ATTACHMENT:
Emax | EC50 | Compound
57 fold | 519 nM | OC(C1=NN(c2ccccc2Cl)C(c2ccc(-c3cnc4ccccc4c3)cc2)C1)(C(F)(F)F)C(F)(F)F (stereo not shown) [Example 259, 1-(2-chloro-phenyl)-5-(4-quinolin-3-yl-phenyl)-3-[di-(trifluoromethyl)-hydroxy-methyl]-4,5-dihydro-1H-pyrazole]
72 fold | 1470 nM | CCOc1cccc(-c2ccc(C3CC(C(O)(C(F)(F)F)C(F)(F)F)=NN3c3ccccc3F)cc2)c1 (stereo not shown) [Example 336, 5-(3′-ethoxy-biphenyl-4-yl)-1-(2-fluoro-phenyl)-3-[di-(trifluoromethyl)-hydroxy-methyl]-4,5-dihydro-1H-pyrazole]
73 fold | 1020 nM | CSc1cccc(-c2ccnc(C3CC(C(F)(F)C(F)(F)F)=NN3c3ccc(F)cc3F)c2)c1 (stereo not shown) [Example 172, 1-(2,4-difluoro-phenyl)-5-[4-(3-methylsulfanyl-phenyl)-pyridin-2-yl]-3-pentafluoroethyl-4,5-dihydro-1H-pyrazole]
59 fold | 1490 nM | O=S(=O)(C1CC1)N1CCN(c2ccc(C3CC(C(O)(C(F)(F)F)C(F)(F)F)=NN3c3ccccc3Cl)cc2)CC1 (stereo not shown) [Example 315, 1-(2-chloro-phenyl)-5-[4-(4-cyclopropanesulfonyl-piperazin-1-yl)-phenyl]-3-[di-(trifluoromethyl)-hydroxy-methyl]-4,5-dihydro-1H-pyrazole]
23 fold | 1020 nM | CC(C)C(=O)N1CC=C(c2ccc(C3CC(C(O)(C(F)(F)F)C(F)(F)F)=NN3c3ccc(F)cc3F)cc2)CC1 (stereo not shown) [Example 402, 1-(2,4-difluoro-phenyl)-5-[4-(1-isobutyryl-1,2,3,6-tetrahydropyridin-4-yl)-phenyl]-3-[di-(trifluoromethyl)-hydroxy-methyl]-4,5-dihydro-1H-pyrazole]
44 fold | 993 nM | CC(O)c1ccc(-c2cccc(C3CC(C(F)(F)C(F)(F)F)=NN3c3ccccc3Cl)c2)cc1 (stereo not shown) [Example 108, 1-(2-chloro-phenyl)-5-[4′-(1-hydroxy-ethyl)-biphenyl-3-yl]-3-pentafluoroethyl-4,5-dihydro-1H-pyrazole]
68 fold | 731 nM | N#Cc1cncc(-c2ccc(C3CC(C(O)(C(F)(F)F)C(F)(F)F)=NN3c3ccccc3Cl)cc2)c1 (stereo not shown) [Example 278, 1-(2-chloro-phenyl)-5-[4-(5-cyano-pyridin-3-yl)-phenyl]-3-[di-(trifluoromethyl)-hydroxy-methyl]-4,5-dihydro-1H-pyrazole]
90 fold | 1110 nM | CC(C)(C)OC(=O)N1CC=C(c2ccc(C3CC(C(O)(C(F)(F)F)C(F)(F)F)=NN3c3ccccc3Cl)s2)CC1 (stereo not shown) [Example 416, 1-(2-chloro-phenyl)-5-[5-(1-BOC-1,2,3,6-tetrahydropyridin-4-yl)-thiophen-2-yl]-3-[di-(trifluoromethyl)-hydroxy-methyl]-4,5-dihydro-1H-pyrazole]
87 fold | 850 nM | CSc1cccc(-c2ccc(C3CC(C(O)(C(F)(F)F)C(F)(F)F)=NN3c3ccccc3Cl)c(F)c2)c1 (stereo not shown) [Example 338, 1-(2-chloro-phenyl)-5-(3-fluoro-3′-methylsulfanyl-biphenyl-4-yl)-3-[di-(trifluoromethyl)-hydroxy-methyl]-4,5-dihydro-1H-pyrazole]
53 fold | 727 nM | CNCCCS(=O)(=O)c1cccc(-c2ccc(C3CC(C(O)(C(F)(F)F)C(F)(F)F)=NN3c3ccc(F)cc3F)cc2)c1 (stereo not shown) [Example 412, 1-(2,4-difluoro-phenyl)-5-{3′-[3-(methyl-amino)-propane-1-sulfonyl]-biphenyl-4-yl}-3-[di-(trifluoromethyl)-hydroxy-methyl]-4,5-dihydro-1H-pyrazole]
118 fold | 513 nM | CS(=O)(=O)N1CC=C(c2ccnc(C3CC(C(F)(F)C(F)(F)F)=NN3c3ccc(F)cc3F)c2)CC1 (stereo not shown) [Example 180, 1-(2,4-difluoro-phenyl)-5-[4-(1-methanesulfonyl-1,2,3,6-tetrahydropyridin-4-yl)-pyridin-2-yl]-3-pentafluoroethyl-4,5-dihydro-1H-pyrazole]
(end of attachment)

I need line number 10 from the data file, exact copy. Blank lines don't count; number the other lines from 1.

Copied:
87 fold | 850 nM | CSc1cccc(-c2ccc(C3CC(C(O)(C(F)(F)F)C(F)(F)F)=NN3c3ccccc3Cl)c(F)c2)c1 (stereo not shown) [Example 338, 1-(2-chloro-phenyl)-5-(3-fluoro-3′-methylsulfanyl-biphenyl-4-yl)-3-[di-(trifluoromethyl)-hydroxy-methyl]-4,5-dihydro-1H-pyrazole]